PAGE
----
Thursday, September 14, 2023

Long Island City - the living embodiment of a growing city


Manhattan viewed from Long Island City

 New York City has many neighborhoods that started out as mostly or primarily industrial. One of those is Long Island City, which sits at the western edge of the borough of Queens. It is tucked in between Astoria, Brooklyn, and the East River.

Big Allis - The Con Ed Ravenswood generating plant

Long Island City was incorporated as an independent city in 1870, a time when Queens County was made up of dozens of individual towns. Access to the East River allowed for the development of factories in LIC, and it served as home to many small industry factories for the next one-hundred years.

Cement Factory

In 1898, LIC surrendered its independence and joined New York City. The Queensboro (59th Street) Bridge was constructed, and three subway lines linked it to center of NYC. Much of the area remained an industrial hub through the 1990’s, although the scale of production decreased after the 1970’s.

Jet Blue Headquarters

In the early 1990’s developers realized that LIC was a very short subway ride from Manhattan, and began to buy up land and construct new, large, modern apartment buildings. Today, the center of LIC is one of the most densely built parts of the city with over 40 new apartment buildings constructed by 2017, and more going up every day.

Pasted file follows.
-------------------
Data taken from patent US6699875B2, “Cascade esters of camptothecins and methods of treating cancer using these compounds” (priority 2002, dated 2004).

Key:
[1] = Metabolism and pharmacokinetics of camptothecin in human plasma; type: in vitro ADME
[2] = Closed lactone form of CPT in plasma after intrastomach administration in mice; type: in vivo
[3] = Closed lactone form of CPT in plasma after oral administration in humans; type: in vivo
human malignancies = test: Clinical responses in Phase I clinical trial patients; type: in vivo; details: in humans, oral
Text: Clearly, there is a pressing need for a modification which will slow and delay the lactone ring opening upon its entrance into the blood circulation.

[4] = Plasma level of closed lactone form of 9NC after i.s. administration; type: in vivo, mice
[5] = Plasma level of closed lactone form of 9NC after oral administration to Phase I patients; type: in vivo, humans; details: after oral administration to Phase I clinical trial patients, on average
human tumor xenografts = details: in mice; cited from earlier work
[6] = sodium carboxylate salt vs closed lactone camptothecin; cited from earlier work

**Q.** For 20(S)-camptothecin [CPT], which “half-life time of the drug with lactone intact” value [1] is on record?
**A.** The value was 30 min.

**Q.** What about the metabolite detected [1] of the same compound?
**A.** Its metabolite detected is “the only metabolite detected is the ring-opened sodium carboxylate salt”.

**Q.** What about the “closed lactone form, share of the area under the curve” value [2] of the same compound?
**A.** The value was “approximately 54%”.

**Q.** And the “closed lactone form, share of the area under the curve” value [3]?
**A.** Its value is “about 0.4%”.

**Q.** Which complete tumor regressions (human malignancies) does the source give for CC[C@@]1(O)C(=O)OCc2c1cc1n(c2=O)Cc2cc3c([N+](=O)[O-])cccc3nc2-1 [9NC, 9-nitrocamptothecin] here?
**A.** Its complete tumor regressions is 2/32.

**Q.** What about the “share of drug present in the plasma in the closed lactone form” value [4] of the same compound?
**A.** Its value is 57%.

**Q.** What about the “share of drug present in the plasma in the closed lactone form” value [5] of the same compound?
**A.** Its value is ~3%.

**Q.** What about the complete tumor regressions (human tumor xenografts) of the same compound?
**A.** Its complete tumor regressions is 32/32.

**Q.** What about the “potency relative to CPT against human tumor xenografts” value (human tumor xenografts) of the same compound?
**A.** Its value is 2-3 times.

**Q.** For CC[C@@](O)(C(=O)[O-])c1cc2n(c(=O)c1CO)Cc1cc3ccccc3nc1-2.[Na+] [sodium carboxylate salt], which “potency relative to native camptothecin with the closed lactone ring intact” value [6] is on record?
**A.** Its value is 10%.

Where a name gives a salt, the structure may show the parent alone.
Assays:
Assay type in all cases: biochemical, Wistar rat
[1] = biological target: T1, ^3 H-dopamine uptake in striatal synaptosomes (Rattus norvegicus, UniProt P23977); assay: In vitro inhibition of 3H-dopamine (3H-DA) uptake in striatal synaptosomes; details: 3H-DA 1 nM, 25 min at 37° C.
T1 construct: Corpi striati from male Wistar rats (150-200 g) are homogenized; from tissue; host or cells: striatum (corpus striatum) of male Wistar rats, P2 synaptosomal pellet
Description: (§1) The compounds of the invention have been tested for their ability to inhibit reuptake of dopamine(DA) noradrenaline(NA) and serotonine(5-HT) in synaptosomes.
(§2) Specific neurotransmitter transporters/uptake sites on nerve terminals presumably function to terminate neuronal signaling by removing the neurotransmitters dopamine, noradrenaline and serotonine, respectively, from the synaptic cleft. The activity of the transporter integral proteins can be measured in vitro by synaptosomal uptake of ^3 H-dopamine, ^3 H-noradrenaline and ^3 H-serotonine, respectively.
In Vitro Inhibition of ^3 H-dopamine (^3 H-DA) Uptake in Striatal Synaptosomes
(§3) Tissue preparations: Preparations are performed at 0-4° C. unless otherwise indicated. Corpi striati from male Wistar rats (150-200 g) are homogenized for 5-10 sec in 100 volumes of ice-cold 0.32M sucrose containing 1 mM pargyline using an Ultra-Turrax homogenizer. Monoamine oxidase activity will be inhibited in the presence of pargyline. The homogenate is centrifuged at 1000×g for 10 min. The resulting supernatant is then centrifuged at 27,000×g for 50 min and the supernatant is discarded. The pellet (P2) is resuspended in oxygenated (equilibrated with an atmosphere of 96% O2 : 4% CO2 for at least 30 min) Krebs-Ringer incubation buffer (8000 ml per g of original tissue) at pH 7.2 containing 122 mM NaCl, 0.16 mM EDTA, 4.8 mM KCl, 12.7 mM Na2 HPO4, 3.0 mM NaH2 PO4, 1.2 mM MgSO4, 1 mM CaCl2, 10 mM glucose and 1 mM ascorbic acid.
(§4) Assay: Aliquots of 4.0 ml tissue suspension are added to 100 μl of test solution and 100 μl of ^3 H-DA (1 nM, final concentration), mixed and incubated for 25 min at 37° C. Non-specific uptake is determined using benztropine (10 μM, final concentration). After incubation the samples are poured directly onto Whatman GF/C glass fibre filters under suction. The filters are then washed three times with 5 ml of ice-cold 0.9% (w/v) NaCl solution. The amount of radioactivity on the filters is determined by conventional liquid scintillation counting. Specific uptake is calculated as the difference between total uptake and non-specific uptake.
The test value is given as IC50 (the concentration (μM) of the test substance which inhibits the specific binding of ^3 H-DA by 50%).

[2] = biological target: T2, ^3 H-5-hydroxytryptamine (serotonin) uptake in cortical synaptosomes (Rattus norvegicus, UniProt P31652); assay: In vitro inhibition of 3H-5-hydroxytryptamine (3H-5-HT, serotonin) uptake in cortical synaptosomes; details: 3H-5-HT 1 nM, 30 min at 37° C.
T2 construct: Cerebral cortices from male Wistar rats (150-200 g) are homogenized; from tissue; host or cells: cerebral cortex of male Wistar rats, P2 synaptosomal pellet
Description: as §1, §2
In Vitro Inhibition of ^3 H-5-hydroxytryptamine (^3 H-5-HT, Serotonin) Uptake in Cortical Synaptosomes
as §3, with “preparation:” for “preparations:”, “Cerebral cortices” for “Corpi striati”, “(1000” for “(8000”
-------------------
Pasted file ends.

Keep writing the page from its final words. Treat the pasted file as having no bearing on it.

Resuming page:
The narrow streets and tall modern buildings offer some interesting views from street level. The glass walls reflect each other, along with the elevated subways and ramps to the bridge snaking in between them. 

The modern towers are mostly to the east of the ramps to the bridge. But walk underneath that tangle of engineering, and past the Silver Cup Studio sign, and you enter a very different part of LIC. Here, the older industrial buildings still line the street. These structures are only 1-3 stories tall, so the sky is open and bright. While most of the old industries have disappeared, new ones, have moved in, bringing with them jobs, art studios and non-profits.

Walking up and down the streets of LIC, there is a lot to see. The old buildings have been repurposed. New buildings are going up. Together, Long Island City represents the changing face of New York in both form and function.


No comments:

Post a Comment